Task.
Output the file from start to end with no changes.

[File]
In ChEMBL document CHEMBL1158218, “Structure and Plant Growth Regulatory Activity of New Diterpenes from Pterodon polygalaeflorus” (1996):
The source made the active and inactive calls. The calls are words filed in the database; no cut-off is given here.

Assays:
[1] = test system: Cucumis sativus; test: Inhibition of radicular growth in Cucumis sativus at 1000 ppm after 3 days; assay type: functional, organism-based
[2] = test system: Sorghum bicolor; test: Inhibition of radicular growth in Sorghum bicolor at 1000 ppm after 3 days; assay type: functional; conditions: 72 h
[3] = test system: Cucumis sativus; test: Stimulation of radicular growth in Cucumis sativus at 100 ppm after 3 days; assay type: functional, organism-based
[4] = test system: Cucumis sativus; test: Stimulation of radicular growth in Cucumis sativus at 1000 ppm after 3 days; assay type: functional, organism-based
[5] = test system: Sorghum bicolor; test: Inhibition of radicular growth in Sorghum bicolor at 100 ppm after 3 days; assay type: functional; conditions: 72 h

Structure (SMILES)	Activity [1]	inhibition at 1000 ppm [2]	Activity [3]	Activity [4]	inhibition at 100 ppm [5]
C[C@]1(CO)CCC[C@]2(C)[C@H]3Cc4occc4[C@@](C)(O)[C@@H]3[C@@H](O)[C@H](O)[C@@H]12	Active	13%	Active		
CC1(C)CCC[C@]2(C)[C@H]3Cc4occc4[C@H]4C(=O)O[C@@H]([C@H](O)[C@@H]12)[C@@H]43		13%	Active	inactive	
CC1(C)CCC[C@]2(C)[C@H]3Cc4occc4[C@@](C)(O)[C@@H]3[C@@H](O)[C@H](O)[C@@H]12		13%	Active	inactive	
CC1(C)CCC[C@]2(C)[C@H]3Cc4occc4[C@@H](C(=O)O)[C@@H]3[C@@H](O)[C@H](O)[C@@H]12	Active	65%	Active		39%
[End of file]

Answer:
In ChEMBL document CHEMBL1158218, “Structure and Plant Growth Regulatory Activity of New Diterpenes from Pterodon polygalaeflorus” (1996):
The source made the active and inactive calls. The calls are words filed in the database; no cut-off is given here.

Assays:
[1] = test system: Cucumis sativus; test: Inhibition of radicular growth in Cucumis sativus at 1000 ppm after 3 days; assay type: functional, organism-based
[2] = test system: Sorghum bicolor; test: Inhibition of radicular growth in Sorghum bicolor at 1000 ppm after 3 days; assay type: functional; conditions: 72 h
[3] = test system: Cucumis sativus; test: Stimulation of radicular growth in Cucumis sativus at 100 ppm after 3 days; assay type: functional, organism-based
[4] = test system: Cucumis sativus; test: Stimulation of radicular growth in Cucumis sativus at 1000 ppm after 3 days; assay type: functional, organism-based
[5] = test system: Sorghum bicolor; test: Inhibition of radicular growth in Sorghum bicolor at 100 ppm after 3 days; assay type: functional; conditions: 72 h

Structure (SMILES)	Activity [1]	inhibition at 1000 ppm [2]	Activity [3]	Activity [4]	inhibition at 100 ppm [5]
C[C@]1(CO)CCC[C@]2(C)[C@H]3Cc4occc4[C@@](C)(O)[C@@H]3[C@@H](O)[C@H](O)[C@@H]12	Active	13%	Active		
CC1(C)CCC[C@]2(C)[C@H]3Cc4occc4[C@H]4C(=O)O[C@@H]([C@H](O)[C@@H]12)[C@@H]43		13%	Active	inactive	
CC1(C)CCC[C@]2(C)[C@H]3Cc4occc4[C@@](C)(O)[C@@H]3[C@@H](O)[C@H](O)[C@@H]12		13%	Active	inactive	
CC1(C)CCC[C@]2(C)[C@H]3Cc4occc4[C@@H](C(=O)O)[C@@H]3[C@@H](O)[C@H](O)[C@@H]12	Active	65%	Active		39%